Here is another series and artist that I was previously unaware of that I was introduced to by Comic Book Historians group moderator Jim Thompson.  I guess this is our second 1000 Horses / Comic Book Coffee crossover.  Regular contributor Cheryl Spoehr is a fan of Neil the Horse, as well.

What is Neil the Horse about?  As described by Quill and Quire:

“Saba spent more than 15 years combining his love of cartooning with his love of music to produce the adventures of Neil and his friends: Soapy, a feline grifter, and Mam’selle Poupée, a living doll in search of true love.”

Saba wrote & illustrated the adventures of Neil and friends from 1975 to 1989, first in a newspaper strip and then in comic books.  Saba also wrote a Neil the Horse musical comedy, Neil the Horse and the Big Banana, broadcast in 1982 on CBC Radio in Canada.  In 1993 Saba began transitioning into a woman, and is now known as Katherine Collins.

Conundrum Press published The Collected Neil the Horse in April 2017.  I may add this to my already-lengthy list of books to buy.  It looks like fun.

Neil the Horse 3 pg 1 coffee

“Neil the Horse Meets Mr Coffee Nerves” sees Neil, curious about everyone’s love for coffee, discovering both the joys and the dangers of hot caffeinated beverages.  I would undoubtedly be one of the people in that crowd enthusiastically declaring “Coffee time!”  Hopefully not that guy crawling on the sidewalk desperately searching for coffee!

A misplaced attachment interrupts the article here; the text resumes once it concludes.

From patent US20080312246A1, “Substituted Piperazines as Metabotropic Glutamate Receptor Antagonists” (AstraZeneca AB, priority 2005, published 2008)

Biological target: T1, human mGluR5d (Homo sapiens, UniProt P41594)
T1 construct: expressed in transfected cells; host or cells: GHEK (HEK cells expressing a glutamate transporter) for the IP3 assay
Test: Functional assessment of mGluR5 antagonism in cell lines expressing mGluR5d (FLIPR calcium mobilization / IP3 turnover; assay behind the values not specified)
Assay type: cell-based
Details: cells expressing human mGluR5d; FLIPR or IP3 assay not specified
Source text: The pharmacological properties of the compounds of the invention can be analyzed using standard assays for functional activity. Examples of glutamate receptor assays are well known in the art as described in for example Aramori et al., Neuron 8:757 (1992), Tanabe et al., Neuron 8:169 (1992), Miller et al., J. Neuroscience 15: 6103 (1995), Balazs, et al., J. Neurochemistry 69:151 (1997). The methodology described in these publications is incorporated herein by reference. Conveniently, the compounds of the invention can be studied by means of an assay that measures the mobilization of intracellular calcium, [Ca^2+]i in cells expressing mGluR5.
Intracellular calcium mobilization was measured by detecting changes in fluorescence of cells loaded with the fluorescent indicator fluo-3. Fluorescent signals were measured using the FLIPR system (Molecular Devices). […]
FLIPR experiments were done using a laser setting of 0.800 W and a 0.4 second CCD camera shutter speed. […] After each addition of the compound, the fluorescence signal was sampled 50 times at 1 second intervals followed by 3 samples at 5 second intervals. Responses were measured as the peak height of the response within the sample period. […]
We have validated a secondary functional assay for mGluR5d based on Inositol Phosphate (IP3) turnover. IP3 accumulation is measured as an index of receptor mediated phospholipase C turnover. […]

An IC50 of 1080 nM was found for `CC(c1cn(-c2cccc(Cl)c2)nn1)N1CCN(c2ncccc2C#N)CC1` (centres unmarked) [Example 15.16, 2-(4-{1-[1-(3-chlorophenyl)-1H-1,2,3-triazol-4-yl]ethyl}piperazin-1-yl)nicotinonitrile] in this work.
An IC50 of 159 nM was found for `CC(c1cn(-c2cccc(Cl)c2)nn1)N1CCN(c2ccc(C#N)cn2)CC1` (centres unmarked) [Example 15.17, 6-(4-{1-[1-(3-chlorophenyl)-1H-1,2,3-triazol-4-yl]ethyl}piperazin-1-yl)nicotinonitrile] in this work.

Comic book reviews: Femforce #188 and Superbabes #2

I’ve written about Femforce, the comic book series published by AC Comics, a couple of times in the past. It’s a fun, entertaining series that doesn’t often get the attention it deserves, so I’m happy to put in a good word for Bill Black, Mark Heike and their various collaborators.  Now that AC is once again publishing Femforce in color for the first time since 1995, as well as having launched the spin-off title Superbabes, well, I couldn’t think of a better time to revisit the series.

Superbabes 2 coverFemforce features a team of female superheroes.  The series has been in continuous publication since 1985, a good 35 years.  The Femforce line-up is made up of a combination of heroines who were originally published in the Golden Age of Comics and newer characters developed by Bill Black.  Leading the team is the now-immortal Ms. Victory, aka Joan Wayne, a scientist who developed a serum for super-powers during World War II.  At her side is former socialite Laura Wright, who initially fought crime as the masked vigilante Blue Bulleteer, and who later was recruited by the extra-dimensional sorcerer Azagoth to be his disciple, becoming the sorceress Nightveil.

Among the other longtime Femforce members are the hot-headed She-Cat, who gained her powers from the malevolent cat deity Sekhmet, the alien scientist Stardust from the planet Rur, the ditsy Synn, a former hippy and go-go dancer who possesses incredible mental powers but whose intellect was damaged due to long-term drug use, and Tara, an ardent environmentalist who has the power to grow giant-sized.

The most recent releases from AC Comics featuring the characters are Superbabes #2 and Femforce #188.  I enjoyed both issues.  They have a tone to them that is very reminiscent of the 1970s and 80s superhero comic books from Marvel.